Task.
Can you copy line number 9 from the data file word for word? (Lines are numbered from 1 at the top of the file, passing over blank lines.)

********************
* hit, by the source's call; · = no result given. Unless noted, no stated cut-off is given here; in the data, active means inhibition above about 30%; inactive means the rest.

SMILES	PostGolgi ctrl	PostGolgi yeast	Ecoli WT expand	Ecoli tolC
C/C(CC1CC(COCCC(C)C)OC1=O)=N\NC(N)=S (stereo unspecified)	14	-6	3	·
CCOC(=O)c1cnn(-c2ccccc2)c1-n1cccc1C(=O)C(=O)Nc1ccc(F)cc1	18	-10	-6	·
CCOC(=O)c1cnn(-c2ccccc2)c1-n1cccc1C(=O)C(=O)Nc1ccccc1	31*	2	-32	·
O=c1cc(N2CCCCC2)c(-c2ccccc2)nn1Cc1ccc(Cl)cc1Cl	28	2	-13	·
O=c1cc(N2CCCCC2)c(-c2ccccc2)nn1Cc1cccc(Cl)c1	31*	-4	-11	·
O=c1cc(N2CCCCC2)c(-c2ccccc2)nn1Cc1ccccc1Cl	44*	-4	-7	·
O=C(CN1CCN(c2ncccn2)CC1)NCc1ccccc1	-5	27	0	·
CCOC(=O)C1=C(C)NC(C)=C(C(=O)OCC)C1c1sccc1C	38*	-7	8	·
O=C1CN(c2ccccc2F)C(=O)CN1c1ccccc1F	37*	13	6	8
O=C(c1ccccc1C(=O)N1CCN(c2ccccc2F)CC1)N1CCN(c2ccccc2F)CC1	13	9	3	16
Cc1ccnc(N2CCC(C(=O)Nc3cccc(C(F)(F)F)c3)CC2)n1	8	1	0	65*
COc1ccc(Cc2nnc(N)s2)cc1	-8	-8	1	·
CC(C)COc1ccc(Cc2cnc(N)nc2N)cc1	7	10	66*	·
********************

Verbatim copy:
O=C(CN1CCN(c2ncccn2)CC1)NCc1ccccc1	-5	27	0	·